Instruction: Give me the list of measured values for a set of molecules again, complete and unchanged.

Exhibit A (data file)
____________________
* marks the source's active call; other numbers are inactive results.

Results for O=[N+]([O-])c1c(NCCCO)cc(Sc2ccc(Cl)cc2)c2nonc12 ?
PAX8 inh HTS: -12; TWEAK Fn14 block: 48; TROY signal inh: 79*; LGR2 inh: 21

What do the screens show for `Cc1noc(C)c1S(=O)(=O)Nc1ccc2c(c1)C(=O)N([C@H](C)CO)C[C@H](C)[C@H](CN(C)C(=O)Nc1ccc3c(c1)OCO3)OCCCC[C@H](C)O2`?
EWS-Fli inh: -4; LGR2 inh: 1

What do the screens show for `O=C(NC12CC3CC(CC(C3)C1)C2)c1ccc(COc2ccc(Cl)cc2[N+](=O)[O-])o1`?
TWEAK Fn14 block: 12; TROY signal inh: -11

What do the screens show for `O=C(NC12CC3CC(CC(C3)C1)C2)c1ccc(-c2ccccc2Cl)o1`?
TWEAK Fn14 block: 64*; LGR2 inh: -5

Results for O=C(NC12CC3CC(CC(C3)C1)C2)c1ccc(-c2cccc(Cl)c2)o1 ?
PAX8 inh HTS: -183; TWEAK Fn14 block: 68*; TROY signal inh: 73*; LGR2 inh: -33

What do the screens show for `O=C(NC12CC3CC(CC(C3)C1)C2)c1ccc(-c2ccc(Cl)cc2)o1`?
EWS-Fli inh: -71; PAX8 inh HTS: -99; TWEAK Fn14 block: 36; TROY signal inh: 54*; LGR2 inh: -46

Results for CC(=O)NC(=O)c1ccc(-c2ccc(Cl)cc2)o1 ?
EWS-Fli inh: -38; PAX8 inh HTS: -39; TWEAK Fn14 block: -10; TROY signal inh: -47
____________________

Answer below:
* marks the source's active call; other numbers are inactive results.

Results for O=[N+]([O-])c1c(NCCCO)cc(Sc2ccc(Cl)cc2)c2nonc12 ?
PAX8 inh HTS: -12; TWEAK Fn14 block: 48; TROY signal inh: 79*; LGR2 inh: 21

What do the screens show for `Cc1noc(C)c1S(=O)(=O)Nc1ccc2c(c1)C(=O)N([C@H](C)CO)C[C@H](C)[C@H](CN(C)C(=O)Nc1ccc3c(c1)OCO3)OCCCC[C@H](C)O2`?
EWS-Fli inh: -4; LGR2 inh: 1

What do the screens show for `O=C(NC12CC3CC(CC(C3)C1)C2)c1ccc(COc2ccc(Cl)cc2[N+](=O)[O-])o1`?
TWEAK Fn14 block: 12; TROY signal inh: -11

What do the screens show for `O=C(NC12CC3CC(CC(C3)C1)C2)c1ccc(-c2ccccc2Cl)o1`?
TWEAK Fn14 block: 64*; LGR2 inh: -5

Results for O=C(NC12CC3CC(CC(C3)C1)C2)c1ccc(-c2cccc(Cl)c2)o1 ?
PAX8 inh HTS: -183; TWEAK Fn14 block: 68*; TROY signal inh: 73*; LGR2 inh: -33

What do the screens show for `O=C(NC12CC3CC(CC(C3)C1)C2)c1ccc(-c2ccc(Cl)cc2)o1`?
EWS-Fli inh: -71; PAX8 inh HTS: -99; TWEAK Fn14 block: 36; TROY signal inh: 54*; LGR2 inh: -46

Results for CC(=O)NC(=O)c1ccc(-c2ccc(Cl)cc2)o1 ?
EWS-Fli inh: -38; PAX8 inh HTS: -39; TWEAK Fn14 block: -10; TROY signal inh: -47